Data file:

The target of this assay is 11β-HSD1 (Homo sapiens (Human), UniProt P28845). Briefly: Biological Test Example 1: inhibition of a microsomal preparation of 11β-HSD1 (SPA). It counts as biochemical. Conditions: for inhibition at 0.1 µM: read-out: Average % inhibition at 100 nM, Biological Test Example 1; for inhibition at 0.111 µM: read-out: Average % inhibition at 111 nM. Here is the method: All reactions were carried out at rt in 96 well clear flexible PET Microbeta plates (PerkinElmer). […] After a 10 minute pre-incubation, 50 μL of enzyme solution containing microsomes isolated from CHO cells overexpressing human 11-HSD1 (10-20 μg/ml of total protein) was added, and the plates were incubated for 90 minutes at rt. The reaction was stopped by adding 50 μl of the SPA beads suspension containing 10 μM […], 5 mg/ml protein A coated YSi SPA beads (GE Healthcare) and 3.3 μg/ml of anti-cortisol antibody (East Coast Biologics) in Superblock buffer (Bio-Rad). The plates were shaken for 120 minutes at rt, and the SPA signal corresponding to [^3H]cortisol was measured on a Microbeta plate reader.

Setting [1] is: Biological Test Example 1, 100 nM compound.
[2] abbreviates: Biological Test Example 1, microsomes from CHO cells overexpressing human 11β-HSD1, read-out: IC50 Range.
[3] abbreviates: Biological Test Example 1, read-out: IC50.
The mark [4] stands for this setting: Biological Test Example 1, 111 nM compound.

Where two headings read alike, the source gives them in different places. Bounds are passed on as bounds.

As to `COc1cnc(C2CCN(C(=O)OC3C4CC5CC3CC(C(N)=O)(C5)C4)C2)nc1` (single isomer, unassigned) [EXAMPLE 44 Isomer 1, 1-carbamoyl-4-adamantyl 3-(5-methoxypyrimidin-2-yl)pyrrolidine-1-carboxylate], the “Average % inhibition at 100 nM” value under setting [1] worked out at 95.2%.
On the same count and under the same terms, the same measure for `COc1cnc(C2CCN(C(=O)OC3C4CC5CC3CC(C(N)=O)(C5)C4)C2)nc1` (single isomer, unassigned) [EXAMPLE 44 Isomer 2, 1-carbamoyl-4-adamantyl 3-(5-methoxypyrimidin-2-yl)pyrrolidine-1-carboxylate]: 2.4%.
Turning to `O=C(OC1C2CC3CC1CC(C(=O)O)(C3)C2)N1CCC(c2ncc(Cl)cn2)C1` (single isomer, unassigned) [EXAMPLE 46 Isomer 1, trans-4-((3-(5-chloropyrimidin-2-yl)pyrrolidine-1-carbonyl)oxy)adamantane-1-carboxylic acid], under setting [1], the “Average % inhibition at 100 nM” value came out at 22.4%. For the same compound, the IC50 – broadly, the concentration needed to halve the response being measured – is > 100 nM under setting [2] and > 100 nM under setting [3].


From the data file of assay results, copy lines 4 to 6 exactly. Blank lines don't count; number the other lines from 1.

[3] abbreviates: Biological Test Example 1, read-out: IC50.
The mark [4] stands for this setting: Biological Test Example 1, 111 nM compound.

Where two headings read alike, the source gives them in different places. Bounds are passed on as bounds.